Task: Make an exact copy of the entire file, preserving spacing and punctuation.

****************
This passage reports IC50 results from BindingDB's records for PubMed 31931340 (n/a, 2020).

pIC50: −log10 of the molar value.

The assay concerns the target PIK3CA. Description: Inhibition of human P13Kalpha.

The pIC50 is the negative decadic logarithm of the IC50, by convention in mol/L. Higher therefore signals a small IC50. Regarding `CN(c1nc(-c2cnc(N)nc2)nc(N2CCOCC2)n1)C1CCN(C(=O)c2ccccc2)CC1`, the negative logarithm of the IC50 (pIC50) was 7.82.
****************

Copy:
This passage reports IC50 results from BindingDB's records for PubMed 31931340 (n/a, 2020).

pIC50: −log10 of the molar value.

The assay concerns the target PIK3CA. Description: Inhibition of human P13Kalpha.

The pIC50 is the negative decadic logarithm of the IC50, by convention in mol/L. Higher therefore signals a small IC50. Regarding `CN(c1nc(-c2cnc(N)nc2)nc(N2CCOCC2)n1)C1CCN(C(=O)c2ccccc2)CC1`, the negative logarithm of the IC50 (pIC50) was 7.82.